How Can You Recover Data from a PC That Won't Boot?

“Help! I’ve lost a week’s work! My boss is going to fire me.”

That is often the reaction of folks who turn on their computers only to find themselves facing the blue screen of death on their desktop.

Now for those of you who are certified geeks and have repaired, fixed, or upgraded a variety of machines, recovering from a system failure may seem like a minor problem. But remember that the vast majority of users only know how to use the programs installed on their computers. That means that these users don’t have a clue of where to go when their systems won’t start and may freak out when asked if they wish to boot into normal or safe mode.

So when I received an email from an associate stating that their Windows 7 system was DOA with only a BSOD (blue screen of death) no matter how they tried to boot it, I thought the fix should be simple. Due to previous experience in dealing with problems such as this, I was aware that, barring some type of major hardware failure (e.g., a failed hard disk), the problem could be repaired via any number of easily applied fixes. I am also aware that there are a multitude of opinions on what to do first, so know that what I am about to share with you is not carved in gold and there are other options one can try.

Your Primary Goal Should Be to Recover Your Data

If you have the luxury of having a spare computer available take the hard disk from that system and place it into the non-functioning system. By using your known good hard disk to boot the non-functioning computer, you can then access the drive from the non-booting system to recover your files. We must also recognize that what you and what someone else considers ‘important files’ may not be the same. For example, I recall one incident where a client insisted that I attempt to recover their irreplaceable email addresses only to later discover that their address book contained only 12 names.

If you don’t have another computer laying around, another option is to use a boot CD, which is sometimes referred to as a ‘live CD’. Some of the boot CD options you can try are:

All of the above software programs can help you retrieve your files and data from a non-booting system and are available, for free, from their respective authors.

(I know that, right about here, someone who is reading this is thinking to themselves, “why didn’t this person have a backup?” I must say I agree, but it is an unfortunate part of computing life that some folks don’t back up until after their stuff is lost.)

I Retrieved My Files and Data. Now What?

Okay, so now you have found your data. What now? Now it is time to pull out your Windows installation DVD and place it in your DVD drive. The DVD will list several of the tools available for you to use. The screen shot below shows the options that are available for you:

How Can You Recover Data from a PC That Won't Boot?

  • Startup Repair is included to fix any problems that are preventing Windows from starting normally or in safe mode.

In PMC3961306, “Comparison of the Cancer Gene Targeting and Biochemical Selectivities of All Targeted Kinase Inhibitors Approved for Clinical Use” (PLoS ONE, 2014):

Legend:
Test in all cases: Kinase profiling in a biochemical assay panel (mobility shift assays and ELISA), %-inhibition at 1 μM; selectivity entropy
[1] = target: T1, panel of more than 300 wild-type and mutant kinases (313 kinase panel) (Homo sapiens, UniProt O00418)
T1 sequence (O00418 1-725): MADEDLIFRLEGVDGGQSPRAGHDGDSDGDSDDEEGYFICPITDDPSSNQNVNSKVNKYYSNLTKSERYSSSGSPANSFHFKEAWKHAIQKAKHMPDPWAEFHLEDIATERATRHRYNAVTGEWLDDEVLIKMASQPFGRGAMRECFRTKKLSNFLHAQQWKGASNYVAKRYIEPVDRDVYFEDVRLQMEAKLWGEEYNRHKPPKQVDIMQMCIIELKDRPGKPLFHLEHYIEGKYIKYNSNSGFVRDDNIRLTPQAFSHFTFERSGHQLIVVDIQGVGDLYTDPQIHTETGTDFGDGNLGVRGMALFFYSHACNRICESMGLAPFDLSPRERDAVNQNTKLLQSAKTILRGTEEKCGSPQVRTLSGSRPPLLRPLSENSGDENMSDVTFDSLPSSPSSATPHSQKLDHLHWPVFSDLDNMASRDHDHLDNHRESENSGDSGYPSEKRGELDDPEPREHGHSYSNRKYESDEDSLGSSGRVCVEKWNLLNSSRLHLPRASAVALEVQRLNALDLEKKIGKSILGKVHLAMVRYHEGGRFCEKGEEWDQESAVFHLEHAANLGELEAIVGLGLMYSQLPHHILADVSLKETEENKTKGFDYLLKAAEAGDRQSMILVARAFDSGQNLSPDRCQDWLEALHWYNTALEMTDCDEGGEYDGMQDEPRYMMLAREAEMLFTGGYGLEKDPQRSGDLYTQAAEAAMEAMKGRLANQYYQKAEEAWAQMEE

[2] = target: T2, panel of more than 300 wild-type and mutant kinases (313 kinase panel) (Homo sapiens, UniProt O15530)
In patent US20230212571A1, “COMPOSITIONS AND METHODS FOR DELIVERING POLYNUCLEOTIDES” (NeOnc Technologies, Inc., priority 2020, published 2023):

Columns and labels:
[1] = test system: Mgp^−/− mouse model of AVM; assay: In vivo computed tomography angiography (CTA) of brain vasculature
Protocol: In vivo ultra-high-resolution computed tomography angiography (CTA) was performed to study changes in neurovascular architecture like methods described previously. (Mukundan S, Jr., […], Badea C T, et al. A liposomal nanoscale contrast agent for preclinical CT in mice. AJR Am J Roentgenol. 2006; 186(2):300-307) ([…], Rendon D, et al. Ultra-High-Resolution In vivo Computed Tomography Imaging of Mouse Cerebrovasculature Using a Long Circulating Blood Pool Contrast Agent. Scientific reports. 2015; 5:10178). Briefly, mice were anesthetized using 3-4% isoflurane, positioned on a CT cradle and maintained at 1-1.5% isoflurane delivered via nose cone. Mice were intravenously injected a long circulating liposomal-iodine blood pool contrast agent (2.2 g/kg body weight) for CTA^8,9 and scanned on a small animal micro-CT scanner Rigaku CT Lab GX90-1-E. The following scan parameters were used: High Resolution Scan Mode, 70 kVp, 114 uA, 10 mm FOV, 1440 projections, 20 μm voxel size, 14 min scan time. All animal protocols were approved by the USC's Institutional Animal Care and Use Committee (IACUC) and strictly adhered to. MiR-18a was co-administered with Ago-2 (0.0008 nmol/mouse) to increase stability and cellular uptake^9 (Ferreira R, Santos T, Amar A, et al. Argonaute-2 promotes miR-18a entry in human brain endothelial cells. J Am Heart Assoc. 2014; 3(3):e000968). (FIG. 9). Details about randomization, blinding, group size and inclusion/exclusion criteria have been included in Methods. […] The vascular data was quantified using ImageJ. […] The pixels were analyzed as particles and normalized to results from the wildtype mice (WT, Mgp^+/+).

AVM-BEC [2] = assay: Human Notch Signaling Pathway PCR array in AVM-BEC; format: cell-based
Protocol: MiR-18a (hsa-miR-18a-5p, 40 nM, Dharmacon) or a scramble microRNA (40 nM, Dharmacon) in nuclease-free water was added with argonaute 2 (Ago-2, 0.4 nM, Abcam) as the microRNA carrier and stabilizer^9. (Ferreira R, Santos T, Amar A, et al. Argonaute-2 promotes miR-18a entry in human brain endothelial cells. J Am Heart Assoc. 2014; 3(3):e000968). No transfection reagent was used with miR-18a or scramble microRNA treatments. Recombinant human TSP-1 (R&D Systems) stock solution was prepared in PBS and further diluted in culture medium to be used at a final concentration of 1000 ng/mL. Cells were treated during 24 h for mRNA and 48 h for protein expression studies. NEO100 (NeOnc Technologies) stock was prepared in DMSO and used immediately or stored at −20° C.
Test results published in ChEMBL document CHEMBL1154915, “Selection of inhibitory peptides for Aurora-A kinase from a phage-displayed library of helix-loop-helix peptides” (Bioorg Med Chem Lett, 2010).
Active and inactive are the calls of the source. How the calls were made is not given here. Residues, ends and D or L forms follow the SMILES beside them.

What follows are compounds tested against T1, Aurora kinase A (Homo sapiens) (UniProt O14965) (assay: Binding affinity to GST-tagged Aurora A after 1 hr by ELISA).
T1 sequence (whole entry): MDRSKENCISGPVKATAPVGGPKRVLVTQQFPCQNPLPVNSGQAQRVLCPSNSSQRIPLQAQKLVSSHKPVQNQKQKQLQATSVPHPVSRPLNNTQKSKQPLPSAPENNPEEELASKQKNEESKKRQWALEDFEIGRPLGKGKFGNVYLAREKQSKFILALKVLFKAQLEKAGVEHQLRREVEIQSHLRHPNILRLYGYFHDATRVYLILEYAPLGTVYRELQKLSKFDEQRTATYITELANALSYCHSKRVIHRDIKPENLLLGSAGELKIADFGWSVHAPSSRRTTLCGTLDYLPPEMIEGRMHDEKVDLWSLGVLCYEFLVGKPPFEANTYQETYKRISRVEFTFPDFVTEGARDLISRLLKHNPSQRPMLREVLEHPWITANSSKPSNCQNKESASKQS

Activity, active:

• System Restore can be used to reinstall data and files from an earlier restore. This option could fix any issues you are experiencing since it will take you back to a date prior to the time that the problem started.
  • System Image Recovery requires the user to act prior to the disaster. It counts on the user, at some earlier point, having made an image of the system.
  • Windows Memory Diagnostics can do a quick check of the memory on your system and determine if the memory is good or bad.
  • Command Prompt should only be used by experienced users.

Note: Some screens may differ as different computer companies can change the above screen and add their own options and repair tools in addition to the tools that Microsoft sees fit to use.

What Other Options Are There?

Despite the fact that I believe disk imaging, before disaster strikes, is the best policy, there are many fine programs available (some for free, some not). However, whichever program you choose beats finding yourself in a position where a computer won’t start and there is no backup available.

From this article I am sure that you are aware that I believe imaging is a must for serious computer users since it provides a reliable means to restore not only your Windows operating system, but also all of your files and data. By using it you can rest assured that all of your important programs, their current updates, and your required drivers will be saved thus sparing you a lot of headaches. If you are not technically savvy, this small feature could also save you quite a bit of your hard-earned wages.

If you are more technically inclined, compare this easy-to-use option to having to do a reinstall of Windows or the time-consuming task of installing a clean version of Windows. To me, it sure makes imaging look pretty good and, because of that, I highly recommend it for PC users.

Comments welcome.

Source: Microsoft

CC licensed Flickr photo above shared by LisaAuch